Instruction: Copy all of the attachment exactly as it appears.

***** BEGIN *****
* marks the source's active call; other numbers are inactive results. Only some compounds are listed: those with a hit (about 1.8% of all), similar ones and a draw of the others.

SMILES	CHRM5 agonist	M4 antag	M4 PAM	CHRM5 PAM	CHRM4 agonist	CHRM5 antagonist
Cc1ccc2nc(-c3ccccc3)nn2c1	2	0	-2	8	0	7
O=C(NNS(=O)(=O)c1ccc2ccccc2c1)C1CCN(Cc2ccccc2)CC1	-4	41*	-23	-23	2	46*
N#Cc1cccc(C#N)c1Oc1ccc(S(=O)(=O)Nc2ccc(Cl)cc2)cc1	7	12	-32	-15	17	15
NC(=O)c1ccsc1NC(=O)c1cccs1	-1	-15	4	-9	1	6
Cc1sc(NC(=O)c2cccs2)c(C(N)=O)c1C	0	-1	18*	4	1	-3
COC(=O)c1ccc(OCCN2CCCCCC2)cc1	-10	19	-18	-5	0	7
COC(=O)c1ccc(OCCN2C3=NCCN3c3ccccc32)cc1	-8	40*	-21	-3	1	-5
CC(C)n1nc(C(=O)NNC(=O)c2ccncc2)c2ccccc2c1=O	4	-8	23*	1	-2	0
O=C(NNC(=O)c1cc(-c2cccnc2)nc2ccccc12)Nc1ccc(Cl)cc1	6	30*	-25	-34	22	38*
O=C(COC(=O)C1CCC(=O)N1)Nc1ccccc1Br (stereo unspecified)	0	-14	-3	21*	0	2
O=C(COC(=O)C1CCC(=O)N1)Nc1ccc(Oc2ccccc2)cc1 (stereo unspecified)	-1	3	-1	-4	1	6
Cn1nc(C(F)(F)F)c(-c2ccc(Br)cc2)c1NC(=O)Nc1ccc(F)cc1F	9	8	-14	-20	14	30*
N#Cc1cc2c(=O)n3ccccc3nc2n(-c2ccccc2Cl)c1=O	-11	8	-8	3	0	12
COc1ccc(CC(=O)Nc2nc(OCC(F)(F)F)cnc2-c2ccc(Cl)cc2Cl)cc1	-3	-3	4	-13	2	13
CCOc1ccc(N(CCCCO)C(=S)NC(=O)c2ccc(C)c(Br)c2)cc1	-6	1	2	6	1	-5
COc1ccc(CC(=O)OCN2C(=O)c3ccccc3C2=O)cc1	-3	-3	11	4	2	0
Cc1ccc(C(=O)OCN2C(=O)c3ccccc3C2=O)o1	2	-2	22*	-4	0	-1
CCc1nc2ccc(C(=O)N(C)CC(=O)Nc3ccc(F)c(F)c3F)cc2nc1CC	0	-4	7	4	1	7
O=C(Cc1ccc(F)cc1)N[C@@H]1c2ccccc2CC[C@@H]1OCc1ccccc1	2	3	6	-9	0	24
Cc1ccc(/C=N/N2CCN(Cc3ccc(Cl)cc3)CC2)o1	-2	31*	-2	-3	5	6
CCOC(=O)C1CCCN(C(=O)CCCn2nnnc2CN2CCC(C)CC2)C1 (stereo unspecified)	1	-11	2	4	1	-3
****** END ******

* marks the source's active call; other numbers are inactive results. Only some compounds are listed: those with a hit (about 1.8% of all), similar ones and a draw of the others.

SMILES	CHRM5 agonist	M4 antag	M4 PAM	CHRM5 PAM	CHRM4 agonist	CHRM5 antagonist
Cc1ccc2nc(-c3ccccc3)nn2c1	2	0	-2	8	0	7
O=C(NNS(=O)(=O)c1ccc2ccccc2c1)C1CCN(Cc2ccccc2)CC1	-4	41*	-23	-23	2	46*
N#Cc1cccc(C#N)c1Oc1ccc(S(=O)(=O)Nc2ccc(Cl)cc2)cc1	7	12	-32	-15	17	15
NC(=O)c1ccsc1NC(=O)c1cccs1	-1	-15	4	-9	1	6
Cc1sc(NC(=O)c2cccs2)c(C(N)=O)c1C	0	-1	18*	4	1	-3
COC(=O)c1ccc(OCCN2CCCCCC2)cc1	-10	19	-18	-5	0	7
COC(=O)c1ccc(OCCN2C3=NCCN3c3ccccc32)cc1	-8	40*	-21	-3	1	-5
CC(C)n1nc(C(=O)NNC(=O)c2ccncc2)c2ccccc2c1=O	4	-8	23*	1	-2	0
O=C(NNC(=O)c1cc(-c2cccnc2)nc2ccccc12)Nc1ccc(Cl)cc1	6	30*	-25	-34	22	38*
O=C(COC(=O)C1CCC(=O)N1)Nc1ccccc1Br (stereo unspecified)	0	-14	-3	21*	0	2
O=C(COC(=O)C1CCC(=O)N1)Nc1ccc(Oc2ccccc2)cc1 (stereo unspecified)	-1	3	-1	-4	1	6
Cn1nc(C(F)(F)F)c(-c2ccc(Br)cc2)c1NC(=O)Nc1ccc(F)cc1F	9	8	-14	-20	14	30*
N#Cc1cc2c(=O)n3ccccc3nc2n(-c2ccccc2Cl)c1=O	-11	8	-8	3	0	12
COc1ccc(CC(=O)Nc2nc(OCC(F)(F)F)cnc2-c2ccc(Cl)cc2Cl)cc1	-3	-3	4	-13	2	13
CCOc1ccc(N(CCCCO)C(=S)NC(=O)c2ccc(C)c(Br)c2)cc1	-6	1	2	6	1	-5
COc1ccc(CC(=O)OCN2C(=O)c3ccccc3C2=O)cc1	-3	-3	11	4	2	0
Cc1ccc(C(=O)OCN2C(=O)c3ccccc3C2=O)o1	2	-2	22*	-4	0	-1
CCc1nc2ccc(C(=O)N(C)CC(=O)Nc3ccc(F)c(F)c3F)cc2nc1CC	0	-4	7	4	1	7
O=C(Cc1ccc(F)cc1)N[C@@H]1c2ccccc2CC[C@@H]1OCc1ccccc1	2	3	6	-9	0	24
Cc1ccc(/C=N/N2CCN(Cc3ccc(Cl)cc3)CC2)o1	-2	31*	-2	-3	5	6
CCOC(=O)C1CCCN(C(=O)CCCn2nnnc2CN2CCC(C)CC2)C1 (stereo unspecified)	1	-11	2	4	1	-3